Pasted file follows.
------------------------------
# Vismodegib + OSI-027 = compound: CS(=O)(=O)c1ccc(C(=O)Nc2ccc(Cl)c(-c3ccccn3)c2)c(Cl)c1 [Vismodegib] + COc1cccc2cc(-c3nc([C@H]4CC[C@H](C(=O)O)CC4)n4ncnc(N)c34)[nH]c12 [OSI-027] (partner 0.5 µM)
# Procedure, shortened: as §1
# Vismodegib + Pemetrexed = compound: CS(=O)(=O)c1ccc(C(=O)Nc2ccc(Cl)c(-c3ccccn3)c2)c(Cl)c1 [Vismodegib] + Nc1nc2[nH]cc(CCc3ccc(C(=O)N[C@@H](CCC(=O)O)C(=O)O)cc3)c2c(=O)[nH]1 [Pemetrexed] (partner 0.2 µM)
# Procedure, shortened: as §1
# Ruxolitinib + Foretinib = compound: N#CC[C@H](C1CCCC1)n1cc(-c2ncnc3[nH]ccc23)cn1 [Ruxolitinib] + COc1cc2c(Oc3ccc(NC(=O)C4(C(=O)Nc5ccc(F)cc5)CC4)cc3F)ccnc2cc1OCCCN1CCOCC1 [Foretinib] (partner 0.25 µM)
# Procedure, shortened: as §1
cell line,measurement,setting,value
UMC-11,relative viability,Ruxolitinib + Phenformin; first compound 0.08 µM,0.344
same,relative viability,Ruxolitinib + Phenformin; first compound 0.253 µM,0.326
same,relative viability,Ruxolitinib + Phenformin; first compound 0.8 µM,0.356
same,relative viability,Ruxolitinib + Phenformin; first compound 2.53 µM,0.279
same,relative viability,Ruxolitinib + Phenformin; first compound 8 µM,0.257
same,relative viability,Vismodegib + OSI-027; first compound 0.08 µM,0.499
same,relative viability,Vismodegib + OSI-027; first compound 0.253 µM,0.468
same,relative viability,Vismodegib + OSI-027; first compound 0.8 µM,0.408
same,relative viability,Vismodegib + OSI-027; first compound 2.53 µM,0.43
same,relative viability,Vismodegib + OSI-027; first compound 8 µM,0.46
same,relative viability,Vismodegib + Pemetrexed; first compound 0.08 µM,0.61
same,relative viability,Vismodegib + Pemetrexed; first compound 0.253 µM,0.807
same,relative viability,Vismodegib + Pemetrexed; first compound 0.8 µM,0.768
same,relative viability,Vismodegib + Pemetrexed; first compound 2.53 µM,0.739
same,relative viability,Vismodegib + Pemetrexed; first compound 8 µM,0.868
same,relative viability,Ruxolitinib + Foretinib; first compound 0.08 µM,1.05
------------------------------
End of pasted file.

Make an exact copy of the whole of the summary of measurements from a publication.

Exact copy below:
# Vismodegib + OSI-027 = compound: CS(=O)(=O)c1ccc(C(=O)Nc2ccc(Cl)c(-c3ccccn3)c2)c(Cl)c1 [Vismodegib] + COc1cccc2cc(-c3nc([C@H]4CC[C@H](C(=O)O)CC4)n4ncnc(N)c34)[nH]c12 [OSI-027] (partner 0.5 µM)
# Procedure, shortened: as §1
# Vismodegib + Pemetrexed = compound: CS(=O)(=O)c1ccc(C(=O)Nc2ccc(Cl)c(-c3ccccn3)c2)c(Cl)c1 [Vismodegib] + Nc1nc2[nH]cc(CCc3ccc(C(=O)N[C@@H](CCC(=O)O)C(=O)O)cc3)c2c(=O)[nH]1 [Pemetrexed] (partner 0.2 µM)
# Procedure, shortened: as §1
# Ruxolitinib + Foretinib = compound: N#CC[C@H](C1CCCC1)n1cc(-c2ncnc3[nH]ccc23)cn1 [Ruxolitinib] + COc1cc2c(Oc3ccc(NC(=O)C4(C(=O)Nc5ccc(F)cc5)CC4)cc3F)ccnc2cc1OCCCN1CCOCC1 [Foretinib] (partner 0.25 µM)
# Procedure, shortened: as §1
cell line,measurement,setting,value
UMC-11,relative viability,Ruxolitinib + Phenformin; first compound 0.08 µM,0.344
same,relative viability,Ruxolitinib + Phenformin; first compound 0.253 µM,0.326
same,relative viability,Ruxolitinib + Phenformin; first compound 0.8 µM,0.356
same,relative viability,Ruxolitinib + Phenformin; first compound 2.53 µM,0.279
same,relative viability,Ruxolitinib + Phenformin; first compound 8 µM,0.257
same,relative viability,Vismodegib + OSI-027; first compound 0.08 µM,0.499
same,relative viability,Vismodegib + OSI-027; first compound 0.253 µM,0.468
same,relative viability,Vismodegib + OSI-027; first compound 0.8 µM,0.408
same,relative viability,Vismodegib + OSI-027; first compound 2.53 µM,0.43
same,relative viability,Vismodegib + OSI-027; first compound 8 µM,0.46
same,relative viability,Vismodegib + Pemetrexed; first compound 0.08 µM,0.61
same,relative viability,Vismodegib + Pemetrexed; first compound 0.253 µM,0.807
same,relative viability,Vismodegib + Pemetrexed; first compound 0.8 µM,0.768
same,relative viability,Vismodegib + Pemetrexed; first compound 2.53 µM,0.739
same,relative viability,Vismodegib + Pemetrexed; first compound 8 µM,0.868
same,relative viability,Ruxolitinib + Foretinib; first compound 0.08 µM,1.05